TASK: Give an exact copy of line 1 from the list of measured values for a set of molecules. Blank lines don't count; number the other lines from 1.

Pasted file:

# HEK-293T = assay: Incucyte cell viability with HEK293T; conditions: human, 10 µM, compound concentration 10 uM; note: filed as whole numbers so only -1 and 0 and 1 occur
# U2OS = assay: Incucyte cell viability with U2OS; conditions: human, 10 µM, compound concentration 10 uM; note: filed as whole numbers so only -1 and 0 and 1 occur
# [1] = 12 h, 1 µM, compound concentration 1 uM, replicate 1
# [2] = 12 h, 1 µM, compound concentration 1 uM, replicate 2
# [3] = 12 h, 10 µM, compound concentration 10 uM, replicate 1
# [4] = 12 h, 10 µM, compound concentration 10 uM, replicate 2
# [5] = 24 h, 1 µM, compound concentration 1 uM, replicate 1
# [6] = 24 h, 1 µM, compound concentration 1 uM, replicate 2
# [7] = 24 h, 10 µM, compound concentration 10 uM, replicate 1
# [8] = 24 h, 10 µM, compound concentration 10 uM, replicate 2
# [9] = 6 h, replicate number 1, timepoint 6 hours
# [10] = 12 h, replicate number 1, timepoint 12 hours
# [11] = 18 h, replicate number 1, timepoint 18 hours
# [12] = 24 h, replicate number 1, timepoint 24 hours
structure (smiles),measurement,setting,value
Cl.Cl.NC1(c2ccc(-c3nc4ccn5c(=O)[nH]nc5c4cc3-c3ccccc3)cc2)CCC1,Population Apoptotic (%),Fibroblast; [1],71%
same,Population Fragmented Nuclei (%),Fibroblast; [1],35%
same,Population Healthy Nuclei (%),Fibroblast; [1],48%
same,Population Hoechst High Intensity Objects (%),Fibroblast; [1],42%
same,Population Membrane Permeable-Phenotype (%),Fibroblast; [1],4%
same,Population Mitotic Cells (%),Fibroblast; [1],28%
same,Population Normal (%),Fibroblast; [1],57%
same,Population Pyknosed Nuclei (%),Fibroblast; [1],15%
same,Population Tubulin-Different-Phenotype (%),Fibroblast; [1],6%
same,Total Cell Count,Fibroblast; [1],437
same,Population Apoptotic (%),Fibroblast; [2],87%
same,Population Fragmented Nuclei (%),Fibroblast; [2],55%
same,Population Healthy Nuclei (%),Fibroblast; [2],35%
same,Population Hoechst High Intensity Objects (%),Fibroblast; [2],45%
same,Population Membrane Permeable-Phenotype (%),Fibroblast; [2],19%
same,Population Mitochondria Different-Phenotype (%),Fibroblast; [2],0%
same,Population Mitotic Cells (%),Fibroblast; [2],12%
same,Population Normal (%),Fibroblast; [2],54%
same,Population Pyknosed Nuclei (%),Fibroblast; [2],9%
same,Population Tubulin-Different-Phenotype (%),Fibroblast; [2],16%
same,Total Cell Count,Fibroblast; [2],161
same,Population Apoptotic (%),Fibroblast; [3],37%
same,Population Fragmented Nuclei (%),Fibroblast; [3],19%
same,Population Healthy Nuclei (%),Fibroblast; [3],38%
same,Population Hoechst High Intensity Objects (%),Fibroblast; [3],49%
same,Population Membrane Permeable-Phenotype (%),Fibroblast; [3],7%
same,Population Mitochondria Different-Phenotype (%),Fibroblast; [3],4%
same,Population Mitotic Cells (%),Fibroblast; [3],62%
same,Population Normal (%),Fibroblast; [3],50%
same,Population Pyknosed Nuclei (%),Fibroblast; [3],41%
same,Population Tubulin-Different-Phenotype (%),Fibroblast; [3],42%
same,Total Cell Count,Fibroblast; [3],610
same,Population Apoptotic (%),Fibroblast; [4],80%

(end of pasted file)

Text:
# HEK-293T = assay: Incucyte cell viability with HEK293T; conditions: human, 10 µM, compound concentration 10 uM; note: filed as whole numbers so only -1 and 0 and 1 occur